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3/7. Corynebacterium equi peritonitis in a patient receiving peritoneal dialysis.

    Our patient represents the first reported case of peritonitis due to C equi. He had no known exposure to farm or domestic animals, and no evidence of underlying systemic immunodeficiency. After relapse, the patient was successfully treated with vancomycin, and catheter removal was not necessary. We suggest that C equi be added to the growing list of organisms not typically thought to be human pathogens that can cause peritonitis in patients receiving CAPD and recommend intraperitoneal vancomycin as primary therapy. Catheter removal may be necessary to clear the infection. Identification of the organism is important, as it may not respond to treatment with antibiotics such as cephalosporins or penicillins, which are commonly used to treat peritonitis.
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4/7. lung abscess due to Corynebacterium equi in a renal transplant recipient.

    A case of Corynebacterium equi infection in a renal transplant recipient is reported. This not uncommon pathogen of farm animals caused a lung abscess in a graft recipient who had received continuous immunosuppression with azathioprine and prednisone for seven years. Antibiotic therapy yielded radiological improvement, although the patient died from other causes. C. equi joins a growing list of rare opportunistic organisms which may cause disease in subjects who have received transplants.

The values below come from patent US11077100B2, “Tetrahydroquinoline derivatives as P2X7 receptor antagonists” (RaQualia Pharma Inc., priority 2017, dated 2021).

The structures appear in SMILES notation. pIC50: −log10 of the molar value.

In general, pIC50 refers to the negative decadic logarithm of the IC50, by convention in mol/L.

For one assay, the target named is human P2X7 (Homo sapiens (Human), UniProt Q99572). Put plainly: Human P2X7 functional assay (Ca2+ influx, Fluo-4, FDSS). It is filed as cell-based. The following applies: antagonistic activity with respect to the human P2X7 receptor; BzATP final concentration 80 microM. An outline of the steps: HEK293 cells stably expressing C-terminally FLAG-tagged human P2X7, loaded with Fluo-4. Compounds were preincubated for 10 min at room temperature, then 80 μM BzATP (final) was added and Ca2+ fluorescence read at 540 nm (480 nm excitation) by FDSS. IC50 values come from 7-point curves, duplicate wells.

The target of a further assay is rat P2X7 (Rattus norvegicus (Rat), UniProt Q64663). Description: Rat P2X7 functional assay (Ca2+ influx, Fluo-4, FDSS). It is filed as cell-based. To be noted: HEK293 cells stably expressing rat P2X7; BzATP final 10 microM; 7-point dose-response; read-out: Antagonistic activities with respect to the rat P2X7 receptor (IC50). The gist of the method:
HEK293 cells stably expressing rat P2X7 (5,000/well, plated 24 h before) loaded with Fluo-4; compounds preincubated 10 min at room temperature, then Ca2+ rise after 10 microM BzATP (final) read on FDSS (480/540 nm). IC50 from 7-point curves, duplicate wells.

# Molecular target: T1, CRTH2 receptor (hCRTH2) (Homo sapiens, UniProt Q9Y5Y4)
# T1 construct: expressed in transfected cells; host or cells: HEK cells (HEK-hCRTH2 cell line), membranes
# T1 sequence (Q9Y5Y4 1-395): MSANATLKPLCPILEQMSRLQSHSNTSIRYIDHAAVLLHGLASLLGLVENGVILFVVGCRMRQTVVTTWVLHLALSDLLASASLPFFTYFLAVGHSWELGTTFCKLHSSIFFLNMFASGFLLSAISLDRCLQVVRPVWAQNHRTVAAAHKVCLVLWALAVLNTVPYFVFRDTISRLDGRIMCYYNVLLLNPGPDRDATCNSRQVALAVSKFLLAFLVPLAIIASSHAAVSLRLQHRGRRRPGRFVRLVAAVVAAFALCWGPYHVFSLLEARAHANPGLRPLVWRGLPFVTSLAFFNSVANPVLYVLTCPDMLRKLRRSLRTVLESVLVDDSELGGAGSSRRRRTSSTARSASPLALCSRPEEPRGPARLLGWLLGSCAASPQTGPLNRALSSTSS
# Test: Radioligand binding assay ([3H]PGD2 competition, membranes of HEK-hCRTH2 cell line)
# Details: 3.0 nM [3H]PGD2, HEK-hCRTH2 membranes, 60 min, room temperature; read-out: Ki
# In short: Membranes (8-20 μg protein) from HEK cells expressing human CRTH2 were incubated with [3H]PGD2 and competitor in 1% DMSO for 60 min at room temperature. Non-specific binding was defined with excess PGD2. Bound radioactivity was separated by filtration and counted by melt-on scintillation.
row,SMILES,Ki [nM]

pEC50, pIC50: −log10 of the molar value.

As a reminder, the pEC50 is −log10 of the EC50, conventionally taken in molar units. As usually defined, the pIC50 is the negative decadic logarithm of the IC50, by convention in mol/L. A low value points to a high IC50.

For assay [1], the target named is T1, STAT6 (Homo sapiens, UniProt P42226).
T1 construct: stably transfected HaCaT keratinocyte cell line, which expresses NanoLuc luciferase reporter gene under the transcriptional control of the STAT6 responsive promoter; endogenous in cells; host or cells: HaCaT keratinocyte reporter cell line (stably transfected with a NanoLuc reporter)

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5/7. Opportunistic lung infection caused by rhodococcus (Corynebacterium) equi.

    rhodococcus (formerly Corynebacterium) equi, a common animal pathogen, can cause a slowly evolving pneumonia in humans, particularly immunocompromised people. The authors describe two patients; one with acquired immunodeficiency syndrome. On chest radiographs, R. equi produces chronic, localized pulmonary opacities that can cavitate. The main differential diagnoses are tuberculosis and fungal infection.